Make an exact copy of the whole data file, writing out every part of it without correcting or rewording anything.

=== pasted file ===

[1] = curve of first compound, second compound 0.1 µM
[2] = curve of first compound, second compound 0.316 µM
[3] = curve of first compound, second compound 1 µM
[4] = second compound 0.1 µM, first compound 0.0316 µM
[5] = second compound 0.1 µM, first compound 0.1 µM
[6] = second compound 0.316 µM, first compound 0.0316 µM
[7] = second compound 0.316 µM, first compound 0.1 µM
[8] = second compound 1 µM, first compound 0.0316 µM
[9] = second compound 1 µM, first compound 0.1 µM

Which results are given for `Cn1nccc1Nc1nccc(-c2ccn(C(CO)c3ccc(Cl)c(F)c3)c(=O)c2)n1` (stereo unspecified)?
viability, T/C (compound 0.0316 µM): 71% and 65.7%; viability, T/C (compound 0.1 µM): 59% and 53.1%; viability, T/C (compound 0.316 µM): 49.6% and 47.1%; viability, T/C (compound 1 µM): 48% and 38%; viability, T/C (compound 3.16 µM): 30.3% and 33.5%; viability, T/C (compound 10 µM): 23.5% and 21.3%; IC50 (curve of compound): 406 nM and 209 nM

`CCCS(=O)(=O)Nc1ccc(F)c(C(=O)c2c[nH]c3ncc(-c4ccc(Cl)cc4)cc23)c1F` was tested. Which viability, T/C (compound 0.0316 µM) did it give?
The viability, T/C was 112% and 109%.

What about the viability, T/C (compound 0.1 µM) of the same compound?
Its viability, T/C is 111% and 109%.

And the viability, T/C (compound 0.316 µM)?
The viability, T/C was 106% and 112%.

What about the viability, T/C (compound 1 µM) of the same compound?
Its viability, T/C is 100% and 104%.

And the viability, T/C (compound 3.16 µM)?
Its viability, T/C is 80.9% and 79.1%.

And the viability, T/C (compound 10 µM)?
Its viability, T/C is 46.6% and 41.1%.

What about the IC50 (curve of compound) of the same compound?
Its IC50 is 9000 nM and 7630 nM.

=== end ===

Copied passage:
[1] = curve of first compound, second compound 0.1 µM
[2] = curve of first compound, second compound 0.316 µM
[3] = curve of first compound, second compound 1 µM
[4] = second compound 0.1 µM, first compound 0.0316 µM
[5] = second compound 0.1 µM, first compound 0.1 µM
[6] = second compound 0.316 µM, first compound 0.0316 µM
[7] = second compound 0.316 µM, first compound 0.1 µM
[8] = second compound 1 µM, first compound 0.0316 µM
[9] = second compound 1 µM, first compound 0.1 µM

Which results are given for `Cn1nccc1Nc1nccc(-c2ccn(C(CO)c3ccc(Cl)c(F)c3)c(=O)c2)n1` (stereo unspecified)?
viability, T/C (compound 0.0316 µM): 71% and 65.7%; viability, T/C (compound 0.1 µM): 59% and 53.1%; viability, T/C (compound 0.316 µM): 49.6% and 47.1%; viability, T/C (compound 1 µM): 48% and 38%; viability, T/C (compound 3.16 µM): 30.3% and 33.5%; viability, T/C (compound 10 µM): 23.5% and 21.3%; IC50 (curve of compound): 406 nM and 209 nM

`CCCS(=O)(=O)Nc1ccc(F)c(C(=O)c2c[nH]c3ncc(-c4ccc(Cl)cc4)cc23)c1F` was tested. Which viability, T/C (compound 0.0316 µM) did it give?
The viability, T/C was 112% and 109%.

What about the viability, T/C (compound 0.1 µM) of the same compound?
Its viability, T/C is 111% and 109%.

And the viability, T/C (compound 0.316 µM)?
The viability, T/C was 106% and 112%.

What about the viability, T/C (compound 1 µM) of the same compound?
Its viability, T/C is 100% and 104%.

And the viability, T/C (compound 3.16 µM)?
Its viability, T/C is 80.9% and 79.1%.

And the viability, T/C (compound 10 µM)?
Its viability, T/C is 46.6% and 41.1%.

What about the IC50 (curve of compound) of the same compound?
Its IC50 is 9000 nM and 7630 nM.